Deep Creek Project History

Brick buildingThe Deep Creek Station hydroelectric project was placed in service in 1925 by a predecessor company of Pennsylvania Electric Company (Penelec). In 1968, the Federal Energy Regulatory Commission (FERC) issued Penelec a license for the project (FERC Project No. 2370). Since its construction, the lake has evolved as the centerpiece of tourism in western Maryland. Discharges from the project enter Maryland's only designated 'wild' river, the Youghiogheny, which supports a reknowned trout fishery and one of the most challenging kayaking and rafting runs in the country. In 1988, Penelec initiated renewal of Deep Creek Station's license with FERC. As the coordinating agency for the state, the Power Plant Research Program (PPRP) within the Maryland Department of Natural Resource was involved at the outset of the relicensing and consulting process. PPRP identified issues of concern and conducted necessary environmental studies in close cooperation with Penelec. The relicensing process presented an opportunity to develop and implement a plan for controlling the timing and quantity of water released from the project to satisfy two objectives: 1) providing a reliable source of electricity, and 2) enhancing lake and river natural and recreational resources. Because the interests of various users of Deep Creek Lake's resources are often conflicting, this plan required finding balanced solutions to a variety of technically complex problems.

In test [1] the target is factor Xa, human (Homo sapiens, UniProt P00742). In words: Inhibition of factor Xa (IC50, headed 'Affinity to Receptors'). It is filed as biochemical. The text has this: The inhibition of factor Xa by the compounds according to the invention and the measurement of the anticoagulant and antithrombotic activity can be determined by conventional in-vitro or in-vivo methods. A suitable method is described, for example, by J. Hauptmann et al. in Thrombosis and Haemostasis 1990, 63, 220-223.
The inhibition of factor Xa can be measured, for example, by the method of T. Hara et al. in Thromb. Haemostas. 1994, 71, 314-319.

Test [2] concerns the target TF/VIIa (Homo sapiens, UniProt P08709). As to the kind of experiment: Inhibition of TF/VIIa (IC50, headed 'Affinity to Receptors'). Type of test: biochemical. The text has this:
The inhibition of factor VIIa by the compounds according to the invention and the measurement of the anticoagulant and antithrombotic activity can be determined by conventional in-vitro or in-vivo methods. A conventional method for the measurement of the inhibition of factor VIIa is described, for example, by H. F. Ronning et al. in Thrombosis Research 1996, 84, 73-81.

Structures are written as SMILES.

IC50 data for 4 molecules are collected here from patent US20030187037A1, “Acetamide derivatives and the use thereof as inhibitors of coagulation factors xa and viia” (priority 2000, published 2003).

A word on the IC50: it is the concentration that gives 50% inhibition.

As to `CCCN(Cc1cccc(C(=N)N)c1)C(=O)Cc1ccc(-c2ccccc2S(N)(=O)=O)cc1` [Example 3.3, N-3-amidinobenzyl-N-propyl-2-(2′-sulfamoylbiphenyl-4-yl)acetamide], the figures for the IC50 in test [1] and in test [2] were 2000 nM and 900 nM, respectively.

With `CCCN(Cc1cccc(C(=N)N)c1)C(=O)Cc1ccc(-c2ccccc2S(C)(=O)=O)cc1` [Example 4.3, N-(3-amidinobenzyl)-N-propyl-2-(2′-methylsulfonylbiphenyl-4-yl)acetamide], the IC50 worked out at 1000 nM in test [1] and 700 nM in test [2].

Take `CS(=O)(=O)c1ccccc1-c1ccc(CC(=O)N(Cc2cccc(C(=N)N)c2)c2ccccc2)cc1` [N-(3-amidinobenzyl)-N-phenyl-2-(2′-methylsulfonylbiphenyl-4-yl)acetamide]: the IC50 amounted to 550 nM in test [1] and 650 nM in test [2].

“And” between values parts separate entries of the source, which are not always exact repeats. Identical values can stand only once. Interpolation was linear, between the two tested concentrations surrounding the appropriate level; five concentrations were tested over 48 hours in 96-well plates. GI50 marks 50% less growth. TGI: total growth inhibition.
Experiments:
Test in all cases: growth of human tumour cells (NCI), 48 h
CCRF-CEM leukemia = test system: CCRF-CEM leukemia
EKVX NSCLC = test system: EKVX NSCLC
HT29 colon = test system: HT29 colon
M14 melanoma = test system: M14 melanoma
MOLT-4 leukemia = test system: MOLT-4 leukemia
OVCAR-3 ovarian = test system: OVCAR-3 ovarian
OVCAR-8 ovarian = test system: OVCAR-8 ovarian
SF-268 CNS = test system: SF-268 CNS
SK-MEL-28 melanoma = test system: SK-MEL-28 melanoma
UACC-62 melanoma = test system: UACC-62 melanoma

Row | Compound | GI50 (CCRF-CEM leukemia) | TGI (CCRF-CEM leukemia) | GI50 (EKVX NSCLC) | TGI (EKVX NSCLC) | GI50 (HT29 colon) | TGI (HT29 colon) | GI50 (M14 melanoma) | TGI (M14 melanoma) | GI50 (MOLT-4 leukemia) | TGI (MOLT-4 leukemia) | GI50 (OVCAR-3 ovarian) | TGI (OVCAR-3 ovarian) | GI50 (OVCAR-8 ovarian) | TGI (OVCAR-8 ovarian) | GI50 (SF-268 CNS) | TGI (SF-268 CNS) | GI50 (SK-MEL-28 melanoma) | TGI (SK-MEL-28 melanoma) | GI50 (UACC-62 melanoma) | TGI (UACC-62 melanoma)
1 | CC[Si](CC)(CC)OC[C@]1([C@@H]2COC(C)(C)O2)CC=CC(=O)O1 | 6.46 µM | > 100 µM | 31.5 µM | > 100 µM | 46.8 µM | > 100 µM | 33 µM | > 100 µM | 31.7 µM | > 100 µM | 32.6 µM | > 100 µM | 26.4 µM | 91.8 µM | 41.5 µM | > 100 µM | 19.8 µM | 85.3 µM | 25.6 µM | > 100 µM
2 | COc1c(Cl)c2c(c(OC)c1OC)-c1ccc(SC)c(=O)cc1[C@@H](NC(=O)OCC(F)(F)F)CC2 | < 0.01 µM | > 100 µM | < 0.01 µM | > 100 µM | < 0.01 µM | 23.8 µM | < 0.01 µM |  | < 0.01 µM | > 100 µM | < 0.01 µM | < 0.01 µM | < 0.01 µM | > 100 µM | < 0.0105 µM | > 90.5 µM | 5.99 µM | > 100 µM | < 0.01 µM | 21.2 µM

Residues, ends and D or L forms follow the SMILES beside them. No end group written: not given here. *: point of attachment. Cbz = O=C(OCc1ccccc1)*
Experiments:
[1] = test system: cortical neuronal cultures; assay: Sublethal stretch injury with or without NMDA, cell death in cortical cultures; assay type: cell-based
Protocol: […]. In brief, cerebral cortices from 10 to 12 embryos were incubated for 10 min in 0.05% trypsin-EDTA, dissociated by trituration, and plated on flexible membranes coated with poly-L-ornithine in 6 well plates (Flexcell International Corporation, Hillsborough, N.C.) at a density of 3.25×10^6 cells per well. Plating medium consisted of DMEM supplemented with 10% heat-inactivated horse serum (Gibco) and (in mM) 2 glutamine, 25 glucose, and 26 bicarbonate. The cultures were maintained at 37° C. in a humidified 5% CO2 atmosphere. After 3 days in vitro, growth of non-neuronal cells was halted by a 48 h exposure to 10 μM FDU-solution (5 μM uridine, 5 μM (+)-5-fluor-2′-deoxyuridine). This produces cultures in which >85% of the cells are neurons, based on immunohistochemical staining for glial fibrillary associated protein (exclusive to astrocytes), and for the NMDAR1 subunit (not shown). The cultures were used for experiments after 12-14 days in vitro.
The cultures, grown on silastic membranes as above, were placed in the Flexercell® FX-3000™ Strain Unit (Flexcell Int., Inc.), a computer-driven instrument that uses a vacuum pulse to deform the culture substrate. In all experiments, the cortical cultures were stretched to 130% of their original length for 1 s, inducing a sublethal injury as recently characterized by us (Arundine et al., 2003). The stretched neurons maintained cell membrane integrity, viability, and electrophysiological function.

In late 1991, the Deep Creek Project was released by Federal Energy Regulatory Commission (FERC) from federal jurisdiction (effective in 1994) and is now operating with a State of Maryland surface water appropriations permit administered by the Department of the Environment. Power Plant Research Program has continued its involvement, providing technical expertise to produce an equitable plan for water and resource management at the project, currently owned by Brookfield Renewable Energy Partners, L.P. The permit issued in 1994 and renewed in 2011 includes conditions to balance the following suite of  resource and recreational concerns: 1) reservoir operations to make lake-based recreational opportunities more dependable and extend further into autumn, and to protect lake fisheries, 2) operation of the project to increase the number and dependability of whitewater boating opportunities, 3) mitigation of a long-standing DO problem in project discharges, 4) maintenance of a continuous minimum flow in the river to increase trout habitat, and 5) timing of generation during summer to maintain coldwater habitat for trout on a year-round basis.